Since the invention of the automobile, drunk driving has been a public health concern. Fatalities from drunk drivers hit epidemic proportions in the early 1980s. In 1982, over 21,000 people were killed in drunk driving crashes.
These astounding numbers triggered a forceful public response. Through the efforts of organizations like Mothers Against Drunk Driving (MADD) and concerted public education programs, drunk driving crash deaths have been cut by over half. In 2013, the last year for which we have statistics, 10,000 people were killed in drunk driving crashes. While we still have a ways to go, the trend is in the right direction.
But, just as we were 35 years ago with drunk driving, we face a growing problem of distracted driving. The use of technology, including smartphones, texting and in-dash entertainment systems, increases the likelihood of getting into a crash by three times. Between 2011 and 2012, there was a nine percent increase in the number of people injured in a crash involving a distracted driver.
Most worryingly is the fact that distracted driving is actually more dangerous than drunk driving. According to the National Highway Traffic Safety Administration (NHTSA), texting while driving is six times more dangerous than driving while intoxicated. An independent study conducted by the University of Utah concluded that, “The impairments associated with using a cell phone while driving can be as profound as those associated with driving while drunk.”
These dangers are compounded when you consider the sheer number of drivers who are distracted behind the wheel. In the United States, at any given moment of daylight, approximately 660,000 drivers are using a cell phone or manipulating an electronic device.
Half of all teenagers and adults admit to riding in a car where the driver was texting. A quarter of teens respond to one or more text messages every time they drive. This compares to just eight percent of high schoolers who admitted to driving after drinking, a number that’s actually fallen by over half since 1997.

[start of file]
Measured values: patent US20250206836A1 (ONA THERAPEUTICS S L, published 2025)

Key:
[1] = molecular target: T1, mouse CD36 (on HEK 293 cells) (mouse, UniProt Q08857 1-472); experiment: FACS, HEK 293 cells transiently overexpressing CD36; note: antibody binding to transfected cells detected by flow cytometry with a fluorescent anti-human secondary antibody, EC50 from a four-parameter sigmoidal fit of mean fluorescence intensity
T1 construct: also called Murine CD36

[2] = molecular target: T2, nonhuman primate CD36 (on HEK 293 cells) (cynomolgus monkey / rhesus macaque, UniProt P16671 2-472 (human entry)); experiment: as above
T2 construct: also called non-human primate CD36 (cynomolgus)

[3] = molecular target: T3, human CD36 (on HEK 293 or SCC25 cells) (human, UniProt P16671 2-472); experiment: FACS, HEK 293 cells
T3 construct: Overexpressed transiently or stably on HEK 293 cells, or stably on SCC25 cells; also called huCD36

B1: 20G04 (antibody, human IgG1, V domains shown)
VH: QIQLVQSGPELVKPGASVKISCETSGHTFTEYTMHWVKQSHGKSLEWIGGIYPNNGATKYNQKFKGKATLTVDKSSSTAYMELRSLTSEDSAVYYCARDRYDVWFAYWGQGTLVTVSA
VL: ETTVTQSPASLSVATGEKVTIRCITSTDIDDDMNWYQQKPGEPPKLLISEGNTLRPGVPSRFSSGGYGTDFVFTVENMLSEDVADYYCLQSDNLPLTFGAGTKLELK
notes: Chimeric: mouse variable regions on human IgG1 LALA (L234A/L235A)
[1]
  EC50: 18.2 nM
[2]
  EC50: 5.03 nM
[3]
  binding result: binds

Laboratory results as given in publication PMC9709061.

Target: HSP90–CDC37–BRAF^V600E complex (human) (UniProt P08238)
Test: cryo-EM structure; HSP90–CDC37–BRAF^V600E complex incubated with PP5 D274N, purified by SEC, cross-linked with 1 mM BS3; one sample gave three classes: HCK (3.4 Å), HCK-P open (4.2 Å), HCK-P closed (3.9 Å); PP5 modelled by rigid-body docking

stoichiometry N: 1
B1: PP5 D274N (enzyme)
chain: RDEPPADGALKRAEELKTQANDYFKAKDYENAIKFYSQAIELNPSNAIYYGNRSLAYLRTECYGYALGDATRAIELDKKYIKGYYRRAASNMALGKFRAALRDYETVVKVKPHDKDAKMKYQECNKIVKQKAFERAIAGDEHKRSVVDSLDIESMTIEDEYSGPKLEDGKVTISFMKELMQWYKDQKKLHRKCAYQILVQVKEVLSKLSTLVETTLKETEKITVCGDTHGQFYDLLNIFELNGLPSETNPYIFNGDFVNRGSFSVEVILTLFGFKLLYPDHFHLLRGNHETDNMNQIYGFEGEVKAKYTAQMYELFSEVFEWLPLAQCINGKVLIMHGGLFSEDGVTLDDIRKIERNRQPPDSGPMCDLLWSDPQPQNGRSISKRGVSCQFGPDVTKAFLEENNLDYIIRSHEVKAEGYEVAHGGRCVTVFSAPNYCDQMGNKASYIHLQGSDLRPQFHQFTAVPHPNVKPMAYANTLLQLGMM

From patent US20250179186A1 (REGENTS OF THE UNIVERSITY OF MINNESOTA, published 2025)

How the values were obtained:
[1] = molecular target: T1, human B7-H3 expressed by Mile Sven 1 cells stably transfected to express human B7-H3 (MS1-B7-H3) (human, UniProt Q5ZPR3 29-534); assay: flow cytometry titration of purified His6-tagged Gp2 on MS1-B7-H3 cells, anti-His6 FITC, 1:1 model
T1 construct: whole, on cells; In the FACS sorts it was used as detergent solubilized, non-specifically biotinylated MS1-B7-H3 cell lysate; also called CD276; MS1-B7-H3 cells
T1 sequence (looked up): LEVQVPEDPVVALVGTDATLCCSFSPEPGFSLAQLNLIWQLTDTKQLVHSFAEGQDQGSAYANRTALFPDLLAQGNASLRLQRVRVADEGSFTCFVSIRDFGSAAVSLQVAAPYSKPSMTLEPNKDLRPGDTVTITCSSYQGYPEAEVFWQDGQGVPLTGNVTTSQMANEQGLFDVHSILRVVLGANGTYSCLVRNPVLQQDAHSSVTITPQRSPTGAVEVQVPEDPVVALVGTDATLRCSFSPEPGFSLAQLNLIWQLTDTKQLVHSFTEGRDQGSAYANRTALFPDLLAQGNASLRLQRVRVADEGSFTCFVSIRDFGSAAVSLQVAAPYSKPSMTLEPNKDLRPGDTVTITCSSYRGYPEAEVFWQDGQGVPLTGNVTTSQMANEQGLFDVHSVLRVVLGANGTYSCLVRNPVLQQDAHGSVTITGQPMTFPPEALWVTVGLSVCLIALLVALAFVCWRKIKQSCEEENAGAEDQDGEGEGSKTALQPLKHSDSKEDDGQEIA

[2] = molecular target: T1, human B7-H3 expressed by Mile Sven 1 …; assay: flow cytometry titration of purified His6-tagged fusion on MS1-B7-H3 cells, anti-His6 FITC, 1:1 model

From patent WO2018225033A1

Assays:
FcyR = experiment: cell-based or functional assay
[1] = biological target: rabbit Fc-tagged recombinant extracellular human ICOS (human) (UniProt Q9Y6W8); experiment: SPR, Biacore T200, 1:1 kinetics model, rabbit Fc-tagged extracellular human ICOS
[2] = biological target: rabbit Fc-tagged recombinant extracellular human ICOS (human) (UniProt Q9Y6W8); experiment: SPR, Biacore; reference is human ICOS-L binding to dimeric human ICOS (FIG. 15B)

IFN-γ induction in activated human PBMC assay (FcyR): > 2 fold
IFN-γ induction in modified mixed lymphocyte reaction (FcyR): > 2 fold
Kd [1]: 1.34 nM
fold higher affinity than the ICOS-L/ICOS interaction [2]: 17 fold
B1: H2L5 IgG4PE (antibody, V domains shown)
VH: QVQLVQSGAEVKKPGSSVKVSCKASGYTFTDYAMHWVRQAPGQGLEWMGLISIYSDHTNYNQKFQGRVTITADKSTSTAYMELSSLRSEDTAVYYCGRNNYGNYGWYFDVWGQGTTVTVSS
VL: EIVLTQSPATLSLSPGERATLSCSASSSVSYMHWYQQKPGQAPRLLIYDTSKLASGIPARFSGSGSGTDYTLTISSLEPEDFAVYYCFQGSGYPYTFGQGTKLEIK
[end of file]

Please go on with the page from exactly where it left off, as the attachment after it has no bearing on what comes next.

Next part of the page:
There is also a perception problem when it comes to distracted driving. The common notion is that the distraction only occurs when a driver is manually using a device (texting or dialing a number) or when their eyes leave the road to complete a task. While this does increase the chances for a crash, research shows that hands-free cell phone use is not substantially safer than hand-held use.
Hands-free conversation created what is called “inattention blindness.” It impairs reaction times and results in later breaking for vehicles stopped ahead. Talking on the phone, hands-free or not, is more distracting than conversing with a passenger in the same vehicle.
All of this research indicates that we need a national education campaign for distracted driving similar to those that have helped decrease instances of drunk driving. While texting and hands-free laws and regulations play a role in curbing this epidemic, we need to change the mindset and culture that enables it in the first place.
April is National Distracted Driving Awareness Month. Take time this month to truly reflect on your driving habits. Do you read or send texts? Use a hands-free device for calls? Do you really need to?
Please consider taking the pledge to end distracted driving. With your help, we can reverse this dangerous trend and make the roads safer for all of us.